About a year later, I was debating about whether to go to a 10-day training conference at Campus Crusade’s Arrowhead Springs headquarters. A staff member challenged me to go, but I told him that I needed to work to earn money for school the next year. He countered, “If you don’t step out and trust God for the funds now, when are you going to start trusting Him?” Wham! His bold challenge prompted me to go and the training I received there redirected my spiritual life. So be sensitive in ministering to others, but sometimes be bold to challenge them to change!

         Ministry Principle 6: Offer your ministry to God as an act of worship, pleasing to Him.

While ministry helps others either to get saved or to grow in Christ, your primary aim in ministry should not be to help others, but to minister to the Lord (see Acts 13:2; 2 Sam. 6:14-21). You want your service to be an offering that is acceptable to Him, “sanctified by the Holy Spirit.” You don’t serve for the praise that you get from others or even primarily for the satisfaction of seeing others helped. You do it as an act of worship to God.

Focusing on ministry as worship guards you from becoming a people-pleaser and it helps you to process criticism. I’ve seen people in ministry devastated because people didn’t like them or criticized them. Of course if the criticism is legitimate, you need to thank the critic and make appropriate changes. But if you’re being disliked or criticized because you confronted sin or tried to correct a problem (Gal. 4:16), and your focus is on doing it as an act of worship to God, then you can absorb the rejection and criticism from people, knowing that you pleased the Lord. Some day you will hear Him say, “Well done, good and faithful servant.”

Conclusion

There are six more ministry principles in these verses that will have to wait until next time. You will be doing well to absorb these six principles that we have covered, let alone piling on six more! I hope that you will think through and apply these as the Lord impresses them on your heart. To review, they are:

         Ministry Principle 1: If you’re a Christian, you’re in the ministry.

         Ministry Principle 2: To minister effectively to others, you must know and personally apply biblical truth in your walk with the Lord.

         Ministry Principle 3: Trust God to work through others in the body and affirm their ministries.

         Ministry Principle 4: Be sensitive towards others.

         Ministry Principle 5: Don’t hesitate to be bold in challenging others or in reminding them of what they already know.

         Ministry Principle 6: Offer your ministry to God as an act of worship, pleasing to Him.

In his book, Finishing Well in Life and Ministry [Leadership Resources, 1997], written with Craig Parro, pp. 189-190), Bill Mills tells of a time several years ago when he taught a seminar on “The Ministry of God’s Word” at a Wycliffe Bible Translators center in South America. He had a wonderful time, but he didn’t realize the significance of what God was doing until his last evening there. As he ate dinner with the director and his wife, she said, “I have to tell you what God has done in my heart during these days. When we came to South America many years ago, we were assigned an Indian tribe and began translating the Scriptures into their language.”

Mills explains the difficult process that this entails, of first learning the spoken language, then developing an alphabet and a written language, translating the Scriptures, and teaching the people to read. Although it’s somewhat quicker today with the use of computers, it used to take about 20 years. It’s a long and tedious job.

The director’s wife continued, “We lived at the Indian village and spent as much time with the people as we could. We were teaching the Scriptures to them as we were translating. A church was being born in their midst. As we came toward the end of the project, the people were becoming more and more involved in the production of drugs and less and less interested in the Scriptures. When we finished the translation of the New Testament in their language and scheduled the dedication service, not one person even came! I have been so angry and bitter. We gave our lives so that they could have the Word of God in their language. When we concluded what was almost a life’s work, they did not even want it! I have not been able to handle the bitterness of this disappointment in my heart.”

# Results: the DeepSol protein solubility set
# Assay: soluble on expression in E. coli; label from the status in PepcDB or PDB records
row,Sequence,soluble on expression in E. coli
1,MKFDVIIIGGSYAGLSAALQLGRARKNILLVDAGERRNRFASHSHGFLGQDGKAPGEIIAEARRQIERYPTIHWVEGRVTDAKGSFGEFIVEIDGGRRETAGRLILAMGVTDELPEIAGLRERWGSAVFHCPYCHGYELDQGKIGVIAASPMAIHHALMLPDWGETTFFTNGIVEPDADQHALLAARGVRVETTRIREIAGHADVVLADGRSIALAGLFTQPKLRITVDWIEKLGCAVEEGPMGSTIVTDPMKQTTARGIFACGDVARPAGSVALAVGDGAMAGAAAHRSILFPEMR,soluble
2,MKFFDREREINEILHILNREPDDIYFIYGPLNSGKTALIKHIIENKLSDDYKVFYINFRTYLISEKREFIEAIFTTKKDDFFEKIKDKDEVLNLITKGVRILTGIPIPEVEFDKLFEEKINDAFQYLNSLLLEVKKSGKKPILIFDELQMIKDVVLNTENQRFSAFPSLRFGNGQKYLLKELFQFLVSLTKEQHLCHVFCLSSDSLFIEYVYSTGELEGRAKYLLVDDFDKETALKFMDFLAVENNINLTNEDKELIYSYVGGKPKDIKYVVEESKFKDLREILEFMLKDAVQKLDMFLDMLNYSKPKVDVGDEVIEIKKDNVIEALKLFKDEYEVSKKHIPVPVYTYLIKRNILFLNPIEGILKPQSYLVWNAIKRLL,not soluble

Then she said this with regard to Bill’s ministry of the Word that week: “God has been speaking to me in these days by His Word and His Spirit. He has been doing something beautiful in my heart. It is as though God has been washing His Word over my soul and healing me, and He has opened my eyes to see this all from His perspective. I am just beginning to realize now that we did it for Him! That is the only thing that makes any sense in all of this. We did it for God!”

Mills rightly concludes, “That is the only thing that makes any sense in ministry. We do it for Him.”

If you’re not involved in any ministry, first make sure that you know Christ as your Savior and Lord through faith in Him alone. Then, ask Him where and how He wants you serve Him. You don’t have to be perfect—just growing in goodness and knowledge. Whatever He gives you to do, whether it’s rearing your children or serving your family or working in a mundane job or being a witness in your neighborhood or at work by your life and words or serving in some capacity at church—do it as worship for Him.

Application Questions

  1. Do you view yourself as “a minister of Christ Jesus”? If not, why not? How would this perspective change your life?
  2. Is “ministry” restricted to “spiritual” activities, such as evangelism or church ministry, or does it apply to doing laundry or mowing the yard or working at your job? Discuss in light of 1 Cor. 10:31 & Col. 3:22-24.
  3. How do you know whether to admonish someone who seems to be in sin or drifting from the Lord? What can you learn from Gal. 6:1, 1 Thess. 5:14, & 2 Tim. 2:24-26?
  4. How does viewing your ministry as an act of worship to God guard you from being a people-pleaser? How does it help you to process criticism in your ministry?

Copyright, Steven J. Cole, 2012, All Rights Reserved.

Unless otherwise noted, all Scripture Quotations are from the New American Standard Bible, Updated Edition © The Lockman Foundation

Related Topics: Basics for Christians, Ecclesiology (The Church), Empower, Glory, Spiritual Gifts